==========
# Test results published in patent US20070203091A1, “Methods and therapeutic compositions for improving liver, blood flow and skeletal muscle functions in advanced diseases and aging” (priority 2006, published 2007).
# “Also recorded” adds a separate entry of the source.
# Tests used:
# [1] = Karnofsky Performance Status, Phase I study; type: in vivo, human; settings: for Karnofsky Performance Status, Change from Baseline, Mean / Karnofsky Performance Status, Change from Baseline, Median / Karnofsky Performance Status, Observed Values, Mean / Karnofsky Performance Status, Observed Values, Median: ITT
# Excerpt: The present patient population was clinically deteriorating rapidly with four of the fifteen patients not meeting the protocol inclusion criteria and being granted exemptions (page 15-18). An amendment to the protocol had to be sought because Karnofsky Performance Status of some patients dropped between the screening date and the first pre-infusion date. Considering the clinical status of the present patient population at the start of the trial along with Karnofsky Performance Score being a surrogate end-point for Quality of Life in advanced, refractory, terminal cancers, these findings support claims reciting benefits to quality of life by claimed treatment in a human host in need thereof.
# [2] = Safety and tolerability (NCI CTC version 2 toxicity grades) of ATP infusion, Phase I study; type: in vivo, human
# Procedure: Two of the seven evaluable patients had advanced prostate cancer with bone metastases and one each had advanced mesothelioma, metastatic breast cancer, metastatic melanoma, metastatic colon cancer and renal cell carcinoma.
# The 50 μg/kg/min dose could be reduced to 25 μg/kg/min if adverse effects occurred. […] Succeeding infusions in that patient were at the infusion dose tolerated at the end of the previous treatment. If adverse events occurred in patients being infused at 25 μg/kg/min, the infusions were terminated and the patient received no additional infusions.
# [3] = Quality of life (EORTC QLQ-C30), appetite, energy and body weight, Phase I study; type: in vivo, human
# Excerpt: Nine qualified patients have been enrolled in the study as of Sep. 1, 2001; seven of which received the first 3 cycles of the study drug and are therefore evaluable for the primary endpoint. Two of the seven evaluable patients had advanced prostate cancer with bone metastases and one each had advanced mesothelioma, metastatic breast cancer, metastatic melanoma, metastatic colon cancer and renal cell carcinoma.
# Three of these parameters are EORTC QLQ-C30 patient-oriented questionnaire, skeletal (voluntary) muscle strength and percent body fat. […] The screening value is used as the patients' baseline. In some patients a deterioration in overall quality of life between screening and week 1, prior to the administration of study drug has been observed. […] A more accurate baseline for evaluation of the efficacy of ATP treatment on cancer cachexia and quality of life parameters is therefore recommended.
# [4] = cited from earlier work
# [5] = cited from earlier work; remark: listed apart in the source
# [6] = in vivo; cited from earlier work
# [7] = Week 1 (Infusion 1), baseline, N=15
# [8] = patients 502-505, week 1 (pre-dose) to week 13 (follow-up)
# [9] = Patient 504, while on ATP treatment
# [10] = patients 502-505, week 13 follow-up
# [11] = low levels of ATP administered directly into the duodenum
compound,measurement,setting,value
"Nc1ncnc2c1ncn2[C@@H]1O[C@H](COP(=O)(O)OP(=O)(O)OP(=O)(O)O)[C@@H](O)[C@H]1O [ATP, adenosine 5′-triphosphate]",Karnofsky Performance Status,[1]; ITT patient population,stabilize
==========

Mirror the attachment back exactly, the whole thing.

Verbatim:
# Test results published in patent US20070203091A1, “Methods and therapeutic compositions for improving liver, blood flow and skeletal muscle functions in advanced diseases and aging” (priority 2006, published 2007).
# “Also recorded” adds a separate entry of the source.
# Tests used:
# [1] = Karnofsky Performance Status, Phase I study; type: in vivo, human; settings: for Karnofsky Performance Status, Change from Baseline, Mean / Karnofsky Performance Status, Change from Baseline, Median / Karnofsky Performance Status, Observed Values, Mean / Karnofsky Performance Status, Observed Values, Median: ITT
# Excerpt: The present patient population was clinically deteriorating rapidly with four of the fifteen patients not meeting the protocol inclusion criteria and being granted exemptions (page 15-18). An amendment to the protocol had to be sought because Karnofsky Performance Status of some patients dropped between the screening date and the first pre-infusion date. Considering the clinical status of the present patient population at the start of the trial along with Karnofsky Performance Score being a surrogate end-point for Quality of Life in advanced, refractory, terminal cancers, these findings support claims reciting benefits to quality of life by claimed treatment in a human host in need thereof.
# [2] = Safety and tolerability (NCI CTC version 2 toxicity grades) of ATP infusion, Phase I study; type: in vivo, human
# Procedure: Two of the seven evaluable patients had advanced prostate cancer with bone metastases and one each had advanced mesothelioma, metastatic breast cancer, metastatic melanoma, metastatic colon cancer and renal cell carcinoma.
# The 50 μg/kg/min dose could be reduced to 25 μg/kg/min if adverse effects occurred. […] Succeeding infusions in that patient were at the infusion dose tolerated at the end of the previous treatment. If adverse events occurred in patients being infused at 25 μg/kg/min, the infusions were terminated and the patient received no additional infusions.
# [3] = Quality of life (EORTC QLQ-C30), appetite, energy and body weight, Phase I study; type: in vivo, human
# Excerpt: Nine qualified patients have been enrolled in the study as of Sep. 1, 2001; seven of which received the first 3 cycles of the study drug and are therefore evaluable for the primary endpoint. Two of the seven evaluable patients had advanced prostate cancer with bone metastases and one each had advanced mesothelioma, metastatic breast cancer, metastatic melanoma, metastatic colon cancer and renal cell carcinoma.
# Three of these parameters are EORTC QLQ-C30 patient-oriented questionnaire, skeletal (voluntary) muscle strength and percent body fat. […] The screening value is used as the patients' baseline. In some patients a deterioration in overall quality of life between screening and week 1, prior to the administration of study drug has been observed. […] A more accurate baseline for evaluation of the efficacy of ATP treatment on cancer cachexia and quality of life parameters is therefore recommended.
# [4] = cited from earlier work
# [5] = cited from earlier work; remark: listed apart in the source
# [6] = in vivo; cited from earlier work
# [7] = Week 1 (Infusion 1), baseline, N=15
# [8] = patients 502-505, week 1 (pre-dose) to week 13 (follow-up)
# [9] = Patient 504, while on ATP treatment
# [10] = patients 502-505, week 13 follow-up
# [11] = low levels of ATP administered directly into the duodenum
compound,measurement,setting,value
"Nc1ncnc2c1ncn2[C@@H]1O[C@H](COP(=O)(O)OP(=O)(O)OP(=O)(O)O)[C@@H](O)[C@H]1O [ATP, adenosine 5′-triphosphate]",Karnofsky Performance Status,[1]; ITT patient population,stabilize